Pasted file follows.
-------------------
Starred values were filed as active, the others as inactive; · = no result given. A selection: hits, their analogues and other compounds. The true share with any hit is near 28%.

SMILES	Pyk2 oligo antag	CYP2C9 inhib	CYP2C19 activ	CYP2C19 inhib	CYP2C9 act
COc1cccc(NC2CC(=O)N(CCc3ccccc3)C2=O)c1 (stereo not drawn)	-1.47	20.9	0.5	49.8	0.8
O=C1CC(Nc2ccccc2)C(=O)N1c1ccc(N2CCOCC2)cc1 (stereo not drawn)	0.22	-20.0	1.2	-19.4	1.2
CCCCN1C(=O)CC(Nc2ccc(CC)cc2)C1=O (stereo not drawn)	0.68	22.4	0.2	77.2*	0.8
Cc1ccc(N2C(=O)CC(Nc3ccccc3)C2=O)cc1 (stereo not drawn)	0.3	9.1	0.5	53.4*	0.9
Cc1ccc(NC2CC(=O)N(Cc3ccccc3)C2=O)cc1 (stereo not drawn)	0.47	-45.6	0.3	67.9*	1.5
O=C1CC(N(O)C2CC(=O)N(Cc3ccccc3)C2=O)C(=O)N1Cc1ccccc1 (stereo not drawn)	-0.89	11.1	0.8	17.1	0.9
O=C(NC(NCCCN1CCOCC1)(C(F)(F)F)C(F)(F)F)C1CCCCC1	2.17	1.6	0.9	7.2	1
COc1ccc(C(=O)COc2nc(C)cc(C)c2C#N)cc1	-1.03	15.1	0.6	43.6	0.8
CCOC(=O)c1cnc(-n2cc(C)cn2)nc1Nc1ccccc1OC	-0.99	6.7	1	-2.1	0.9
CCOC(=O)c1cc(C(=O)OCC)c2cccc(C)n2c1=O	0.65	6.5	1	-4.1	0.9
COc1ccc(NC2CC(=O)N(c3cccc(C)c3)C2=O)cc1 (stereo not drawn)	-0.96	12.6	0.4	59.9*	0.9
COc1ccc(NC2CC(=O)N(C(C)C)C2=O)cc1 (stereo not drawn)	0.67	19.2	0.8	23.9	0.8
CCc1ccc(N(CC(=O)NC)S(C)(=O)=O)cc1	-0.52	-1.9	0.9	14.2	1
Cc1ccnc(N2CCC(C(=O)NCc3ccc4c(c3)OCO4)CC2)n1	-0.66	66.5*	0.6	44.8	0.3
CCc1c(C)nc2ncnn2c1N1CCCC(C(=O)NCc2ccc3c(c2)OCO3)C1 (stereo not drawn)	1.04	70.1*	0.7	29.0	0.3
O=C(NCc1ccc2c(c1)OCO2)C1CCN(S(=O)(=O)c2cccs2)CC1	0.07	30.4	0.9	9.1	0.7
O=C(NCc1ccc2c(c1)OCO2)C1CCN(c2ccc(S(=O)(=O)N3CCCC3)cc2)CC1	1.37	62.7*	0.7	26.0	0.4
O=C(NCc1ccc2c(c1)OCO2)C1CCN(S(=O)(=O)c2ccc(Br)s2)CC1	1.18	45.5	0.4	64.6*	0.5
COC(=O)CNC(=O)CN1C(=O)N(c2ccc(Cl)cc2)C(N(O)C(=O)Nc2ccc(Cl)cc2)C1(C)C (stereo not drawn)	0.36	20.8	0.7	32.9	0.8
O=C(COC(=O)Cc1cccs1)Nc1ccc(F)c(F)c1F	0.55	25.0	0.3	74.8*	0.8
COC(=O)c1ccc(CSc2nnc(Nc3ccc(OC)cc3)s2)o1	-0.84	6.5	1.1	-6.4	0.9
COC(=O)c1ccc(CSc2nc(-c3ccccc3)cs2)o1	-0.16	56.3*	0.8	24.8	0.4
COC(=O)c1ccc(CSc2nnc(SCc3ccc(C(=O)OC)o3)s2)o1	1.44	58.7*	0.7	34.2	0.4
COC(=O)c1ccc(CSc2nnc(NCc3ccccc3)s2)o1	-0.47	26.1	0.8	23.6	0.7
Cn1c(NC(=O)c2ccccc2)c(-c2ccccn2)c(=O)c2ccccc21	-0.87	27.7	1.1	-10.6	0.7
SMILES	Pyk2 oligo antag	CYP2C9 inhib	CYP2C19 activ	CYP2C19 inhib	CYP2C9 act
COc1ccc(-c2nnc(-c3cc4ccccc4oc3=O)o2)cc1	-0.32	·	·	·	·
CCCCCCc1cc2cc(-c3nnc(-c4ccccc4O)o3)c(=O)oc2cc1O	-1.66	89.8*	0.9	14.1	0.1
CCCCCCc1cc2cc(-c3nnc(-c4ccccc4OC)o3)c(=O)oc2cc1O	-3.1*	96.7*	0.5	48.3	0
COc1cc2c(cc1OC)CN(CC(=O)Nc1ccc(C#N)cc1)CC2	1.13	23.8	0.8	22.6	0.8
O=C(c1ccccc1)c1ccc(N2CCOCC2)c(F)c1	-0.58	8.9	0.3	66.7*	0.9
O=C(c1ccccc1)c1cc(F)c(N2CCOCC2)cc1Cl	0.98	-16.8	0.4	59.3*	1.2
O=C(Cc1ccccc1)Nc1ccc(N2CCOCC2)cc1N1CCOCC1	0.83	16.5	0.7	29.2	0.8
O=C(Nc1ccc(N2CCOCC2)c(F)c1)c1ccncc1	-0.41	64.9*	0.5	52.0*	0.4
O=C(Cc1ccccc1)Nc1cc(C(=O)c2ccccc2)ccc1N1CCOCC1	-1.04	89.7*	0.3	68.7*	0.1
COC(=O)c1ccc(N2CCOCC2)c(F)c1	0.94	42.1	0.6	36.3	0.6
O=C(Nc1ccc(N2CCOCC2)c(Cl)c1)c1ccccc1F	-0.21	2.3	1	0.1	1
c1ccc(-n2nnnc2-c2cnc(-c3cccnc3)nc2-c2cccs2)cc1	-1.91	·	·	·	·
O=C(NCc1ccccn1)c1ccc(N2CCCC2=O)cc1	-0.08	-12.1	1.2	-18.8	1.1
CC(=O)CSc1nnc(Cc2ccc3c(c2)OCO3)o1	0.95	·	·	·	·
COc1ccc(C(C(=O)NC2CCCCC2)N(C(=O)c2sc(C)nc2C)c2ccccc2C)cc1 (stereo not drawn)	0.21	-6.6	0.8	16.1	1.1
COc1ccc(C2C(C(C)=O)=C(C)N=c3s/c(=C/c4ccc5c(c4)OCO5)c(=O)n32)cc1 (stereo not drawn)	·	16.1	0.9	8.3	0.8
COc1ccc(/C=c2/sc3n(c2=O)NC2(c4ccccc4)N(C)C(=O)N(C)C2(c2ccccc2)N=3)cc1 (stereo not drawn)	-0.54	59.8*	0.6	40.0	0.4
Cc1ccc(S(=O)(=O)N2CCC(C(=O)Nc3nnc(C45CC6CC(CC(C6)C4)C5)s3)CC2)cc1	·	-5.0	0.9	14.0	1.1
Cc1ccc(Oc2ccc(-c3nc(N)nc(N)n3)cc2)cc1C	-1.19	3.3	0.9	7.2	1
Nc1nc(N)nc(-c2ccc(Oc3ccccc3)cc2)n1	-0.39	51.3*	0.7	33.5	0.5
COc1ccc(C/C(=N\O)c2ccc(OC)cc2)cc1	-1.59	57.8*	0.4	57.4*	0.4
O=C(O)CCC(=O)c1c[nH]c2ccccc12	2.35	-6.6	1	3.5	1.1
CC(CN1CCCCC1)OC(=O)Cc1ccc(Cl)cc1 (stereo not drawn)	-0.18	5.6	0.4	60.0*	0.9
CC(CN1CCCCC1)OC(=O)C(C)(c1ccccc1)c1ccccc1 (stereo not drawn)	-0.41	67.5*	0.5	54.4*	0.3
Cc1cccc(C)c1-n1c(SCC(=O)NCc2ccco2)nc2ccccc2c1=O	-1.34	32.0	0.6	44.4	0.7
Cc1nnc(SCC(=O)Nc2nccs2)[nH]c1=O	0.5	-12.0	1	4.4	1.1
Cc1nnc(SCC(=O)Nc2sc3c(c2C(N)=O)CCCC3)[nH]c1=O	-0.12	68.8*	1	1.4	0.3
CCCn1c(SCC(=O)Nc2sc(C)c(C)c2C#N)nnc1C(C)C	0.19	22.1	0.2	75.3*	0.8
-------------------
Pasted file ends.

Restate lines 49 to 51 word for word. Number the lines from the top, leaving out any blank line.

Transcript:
COc1ccc(C/C(=N\O)c2ccc(OC)cc2)cc1	-1.59	57.8*	0.4	57.4*	0.4
O=C(O)CCC(=O)c1c[nH]c2ccccc12	2.35	-6.6	1	3.5	1.1
CC(CN1CCCCC1)OC(=O)Cc1ccc(Cl)cc1 (stereo not drawn)	-0.18	5.6	0.4	60.0*	0.9